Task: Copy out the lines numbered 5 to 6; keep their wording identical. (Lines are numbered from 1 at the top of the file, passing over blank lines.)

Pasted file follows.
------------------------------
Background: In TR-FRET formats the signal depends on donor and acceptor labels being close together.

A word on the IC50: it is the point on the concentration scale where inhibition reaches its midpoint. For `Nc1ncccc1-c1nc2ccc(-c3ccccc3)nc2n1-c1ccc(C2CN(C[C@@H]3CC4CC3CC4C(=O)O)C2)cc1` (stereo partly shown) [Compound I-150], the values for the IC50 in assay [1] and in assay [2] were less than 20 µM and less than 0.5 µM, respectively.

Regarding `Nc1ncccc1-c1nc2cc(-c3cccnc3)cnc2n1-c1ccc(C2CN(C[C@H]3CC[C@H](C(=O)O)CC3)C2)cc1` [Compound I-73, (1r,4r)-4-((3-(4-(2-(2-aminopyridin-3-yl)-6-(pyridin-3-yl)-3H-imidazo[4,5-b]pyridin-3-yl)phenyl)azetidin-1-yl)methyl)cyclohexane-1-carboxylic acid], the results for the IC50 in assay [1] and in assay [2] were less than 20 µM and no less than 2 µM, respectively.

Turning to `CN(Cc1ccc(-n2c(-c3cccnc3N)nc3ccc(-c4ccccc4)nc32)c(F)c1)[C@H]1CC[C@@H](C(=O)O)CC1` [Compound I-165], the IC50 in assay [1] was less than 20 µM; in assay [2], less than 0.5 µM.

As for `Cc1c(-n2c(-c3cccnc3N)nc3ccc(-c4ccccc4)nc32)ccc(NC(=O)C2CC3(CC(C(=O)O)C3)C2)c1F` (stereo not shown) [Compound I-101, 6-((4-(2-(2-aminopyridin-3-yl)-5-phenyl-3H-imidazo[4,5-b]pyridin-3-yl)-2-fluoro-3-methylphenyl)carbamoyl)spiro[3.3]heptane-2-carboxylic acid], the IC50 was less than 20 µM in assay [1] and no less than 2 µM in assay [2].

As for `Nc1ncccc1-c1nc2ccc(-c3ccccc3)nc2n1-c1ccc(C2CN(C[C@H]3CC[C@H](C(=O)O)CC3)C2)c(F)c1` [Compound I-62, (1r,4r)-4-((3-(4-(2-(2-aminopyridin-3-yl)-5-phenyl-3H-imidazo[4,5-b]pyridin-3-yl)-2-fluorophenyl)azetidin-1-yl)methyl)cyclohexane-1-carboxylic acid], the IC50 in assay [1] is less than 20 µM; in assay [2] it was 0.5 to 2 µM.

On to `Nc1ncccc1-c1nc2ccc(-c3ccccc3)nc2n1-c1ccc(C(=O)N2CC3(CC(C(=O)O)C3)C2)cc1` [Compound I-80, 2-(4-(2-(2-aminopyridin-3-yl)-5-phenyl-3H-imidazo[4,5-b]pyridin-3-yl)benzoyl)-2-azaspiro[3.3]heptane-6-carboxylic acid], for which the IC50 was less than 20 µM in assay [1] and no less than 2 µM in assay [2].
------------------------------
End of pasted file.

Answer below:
As for `Cc1c(-n2c(-c3cccnc3N)nc3ccc(-c4ccccc4)nc32)ccc(NC(=O)C2CC3(CC(C(=O)O)C3)C2)c1F` (stereo not shown) [Compound I-101, 6-((4-(2-(2-aminopyridin-3-yl)-5-phenyl-3H-imidazo[4,5-b]pyridin-3-yl)-2-fluoro-3-methylphenyl)carbamoyl)spiro[3.3]heptane-2-carboxylic acid], the IC50 was less than 20 µM in assay [1] and no less than 2 µM in assay [2].

As for `Nc1ncccc1-c1nc2ccc(-c3ccccc3)nc2n1-c1ccc(C2CN(C[C@H]3CC[C@H](C(=O)O)CC3)C2)c(F)c1` [Compound I-62, (1r,4r)-4-((3-(4-(2-(2-aminopyridin-3-yl)-5-phenyl-3H-imidazo[4,5-b]pyridin-3-yl)-2-fluorophenyl)azetidin-1-yl)methyl)cyclohexane-1-carboxylic acid], the IC50 in assay [1] is less than 20 µM; in assay [2] it was 0.5 to 2 µM.